Gardeners waging war on whitefly could soon be able to call in the cavalry – or should that be air support – in the form of wasps.
According to the Royal Horticultural Society (RHS), scientists have discovered a UK species of wasp that preys on the pests that often attack brassicas and other ornamental varieties.
Natural History Museum expert Dr Andrew Polaszek spotted the Encarsia aleurochitonis emerging from an adult whitefly – the first recorded sighting of the tiny European species in the UK.
It is believed that the one millimetre-long wasp may have set up home in the UK a while ago, but has been overlooked due to its size.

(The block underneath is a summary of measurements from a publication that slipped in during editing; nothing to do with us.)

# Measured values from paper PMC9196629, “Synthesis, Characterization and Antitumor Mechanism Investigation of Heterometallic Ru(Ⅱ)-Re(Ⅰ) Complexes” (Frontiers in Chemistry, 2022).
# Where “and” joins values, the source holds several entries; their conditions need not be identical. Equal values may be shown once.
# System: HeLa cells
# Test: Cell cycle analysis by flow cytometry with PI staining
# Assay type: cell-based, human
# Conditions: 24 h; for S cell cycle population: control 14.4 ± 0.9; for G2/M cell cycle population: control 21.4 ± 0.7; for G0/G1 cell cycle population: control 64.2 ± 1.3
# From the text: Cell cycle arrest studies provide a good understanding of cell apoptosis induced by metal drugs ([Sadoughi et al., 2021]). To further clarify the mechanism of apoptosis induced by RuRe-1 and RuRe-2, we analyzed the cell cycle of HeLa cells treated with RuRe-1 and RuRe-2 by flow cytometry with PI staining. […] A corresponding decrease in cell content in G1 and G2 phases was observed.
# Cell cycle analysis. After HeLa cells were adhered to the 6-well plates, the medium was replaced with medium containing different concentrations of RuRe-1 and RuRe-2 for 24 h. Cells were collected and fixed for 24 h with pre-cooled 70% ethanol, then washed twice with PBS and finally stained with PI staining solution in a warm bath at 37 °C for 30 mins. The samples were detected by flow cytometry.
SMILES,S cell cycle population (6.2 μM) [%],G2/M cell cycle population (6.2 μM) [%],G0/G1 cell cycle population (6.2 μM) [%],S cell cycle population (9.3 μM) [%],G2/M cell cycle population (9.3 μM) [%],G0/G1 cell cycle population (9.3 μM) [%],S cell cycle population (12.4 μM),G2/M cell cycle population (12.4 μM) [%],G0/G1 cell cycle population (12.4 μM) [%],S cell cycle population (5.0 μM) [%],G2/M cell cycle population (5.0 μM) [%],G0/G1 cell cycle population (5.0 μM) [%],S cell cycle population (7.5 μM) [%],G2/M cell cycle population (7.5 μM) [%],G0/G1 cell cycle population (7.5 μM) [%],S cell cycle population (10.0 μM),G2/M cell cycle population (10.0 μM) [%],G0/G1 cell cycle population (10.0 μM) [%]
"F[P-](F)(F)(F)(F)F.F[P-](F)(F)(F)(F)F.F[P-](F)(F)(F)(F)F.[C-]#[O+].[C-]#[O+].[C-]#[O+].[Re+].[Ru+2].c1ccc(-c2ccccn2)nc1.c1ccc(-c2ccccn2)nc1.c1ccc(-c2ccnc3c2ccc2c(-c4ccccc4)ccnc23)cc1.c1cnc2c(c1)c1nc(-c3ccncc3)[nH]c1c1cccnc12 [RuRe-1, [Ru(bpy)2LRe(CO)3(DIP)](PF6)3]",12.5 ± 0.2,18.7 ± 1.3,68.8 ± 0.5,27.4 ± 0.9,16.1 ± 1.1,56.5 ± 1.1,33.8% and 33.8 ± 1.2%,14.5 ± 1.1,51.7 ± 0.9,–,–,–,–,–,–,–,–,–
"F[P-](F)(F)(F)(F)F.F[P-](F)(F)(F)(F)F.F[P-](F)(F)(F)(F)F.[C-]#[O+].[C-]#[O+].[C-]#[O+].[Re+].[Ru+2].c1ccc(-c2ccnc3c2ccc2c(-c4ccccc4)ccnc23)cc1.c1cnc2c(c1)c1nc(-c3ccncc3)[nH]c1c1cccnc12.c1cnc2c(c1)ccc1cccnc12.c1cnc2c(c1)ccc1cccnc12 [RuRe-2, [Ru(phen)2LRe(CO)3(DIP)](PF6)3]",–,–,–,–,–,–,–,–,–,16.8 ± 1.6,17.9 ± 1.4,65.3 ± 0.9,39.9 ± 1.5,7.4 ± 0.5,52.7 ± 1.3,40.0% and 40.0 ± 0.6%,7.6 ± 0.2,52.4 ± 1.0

While most humans are wary of wasps due to their potential to deliver a nasty sting, Dr Polaszek revealed that they do a lot of unseen good work.
"There are dozens of parasitoid wasps right under our noses keeping a lot of pests under control without us knowing theyre there," he said.
"They provide an ecosystem service – and its not until things get out of balance that were aware of what theyre doing."
Meanwhile, the RHS has launched a new research project aimed at studying the role of plants in increasing the biodiversity of gardens.